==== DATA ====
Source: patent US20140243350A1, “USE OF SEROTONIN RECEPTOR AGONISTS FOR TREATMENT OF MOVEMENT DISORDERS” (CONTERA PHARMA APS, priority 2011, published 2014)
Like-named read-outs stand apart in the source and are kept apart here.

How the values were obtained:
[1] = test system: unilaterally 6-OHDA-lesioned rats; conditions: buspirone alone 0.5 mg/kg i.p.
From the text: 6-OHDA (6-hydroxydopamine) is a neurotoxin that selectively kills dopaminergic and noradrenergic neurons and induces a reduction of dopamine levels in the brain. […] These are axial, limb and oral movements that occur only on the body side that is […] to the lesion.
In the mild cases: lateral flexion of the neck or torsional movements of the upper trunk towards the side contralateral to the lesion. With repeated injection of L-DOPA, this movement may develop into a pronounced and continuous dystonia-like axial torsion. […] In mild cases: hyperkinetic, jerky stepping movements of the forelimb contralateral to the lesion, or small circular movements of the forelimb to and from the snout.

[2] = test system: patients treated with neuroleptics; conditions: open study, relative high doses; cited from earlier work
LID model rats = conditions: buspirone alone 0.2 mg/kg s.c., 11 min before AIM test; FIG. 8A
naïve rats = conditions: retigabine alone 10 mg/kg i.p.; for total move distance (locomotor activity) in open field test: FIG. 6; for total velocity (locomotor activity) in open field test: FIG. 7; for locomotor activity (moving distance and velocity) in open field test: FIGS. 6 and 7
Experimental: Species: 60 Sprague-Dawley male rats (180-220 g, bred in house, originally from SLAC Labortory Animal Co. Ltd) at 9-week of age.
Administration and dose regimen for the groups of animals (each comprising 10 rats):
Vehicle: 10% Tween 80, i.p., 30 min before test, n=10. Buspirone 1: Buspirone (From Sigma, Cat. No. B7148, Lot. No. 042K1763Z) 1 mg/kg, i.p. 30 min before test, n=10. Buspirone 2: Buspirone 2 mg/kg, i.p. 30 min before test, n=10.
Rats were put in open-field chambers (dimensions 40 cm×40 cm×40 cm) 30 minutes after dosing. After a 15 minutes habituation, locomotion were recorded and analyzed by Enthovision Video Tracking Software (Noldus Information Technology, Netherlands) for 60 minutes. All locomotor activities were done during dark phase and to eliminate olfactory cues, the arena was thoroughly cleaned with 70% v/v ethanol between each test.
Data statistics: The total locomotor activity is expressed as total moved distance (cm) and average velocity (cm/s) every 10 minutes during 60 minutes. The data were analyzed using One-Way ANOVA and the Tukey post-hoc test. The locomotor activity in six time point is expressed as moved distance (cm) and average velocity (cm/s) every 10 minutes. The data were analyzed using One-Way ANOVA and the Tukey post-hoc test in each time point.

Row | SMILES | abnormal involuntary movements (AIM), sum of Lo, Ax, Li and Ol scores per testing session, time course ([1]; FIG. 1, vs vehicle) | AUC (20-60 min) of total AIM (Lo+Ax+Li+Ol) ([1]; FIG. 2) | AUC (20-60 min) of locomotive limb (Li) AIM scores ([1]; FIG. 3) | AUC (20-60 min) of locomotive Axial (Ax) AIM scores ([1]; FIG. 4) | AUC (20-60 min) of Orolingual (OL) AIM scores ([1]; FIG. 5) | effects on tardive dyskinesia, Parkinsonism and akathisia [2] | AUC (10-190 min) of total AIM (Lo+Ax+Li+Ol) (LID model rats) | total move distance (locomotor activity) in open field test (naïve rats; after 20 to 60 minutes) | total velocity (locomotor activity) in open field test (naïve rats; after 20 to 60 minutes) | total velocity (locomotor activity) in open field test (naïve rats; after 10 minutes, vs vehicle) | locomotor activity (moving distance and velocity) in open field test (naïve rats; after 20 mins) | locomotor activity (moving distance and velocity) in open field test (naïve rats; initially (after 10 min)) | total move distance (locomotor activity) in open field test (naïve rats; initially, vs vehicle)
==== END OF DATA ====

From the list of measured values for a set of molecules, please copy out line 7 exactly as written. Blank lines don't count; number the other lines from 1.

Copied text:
[2] = test system: patients treated with neuroleptics; conditions: open study, relative high doses; cited from earlier work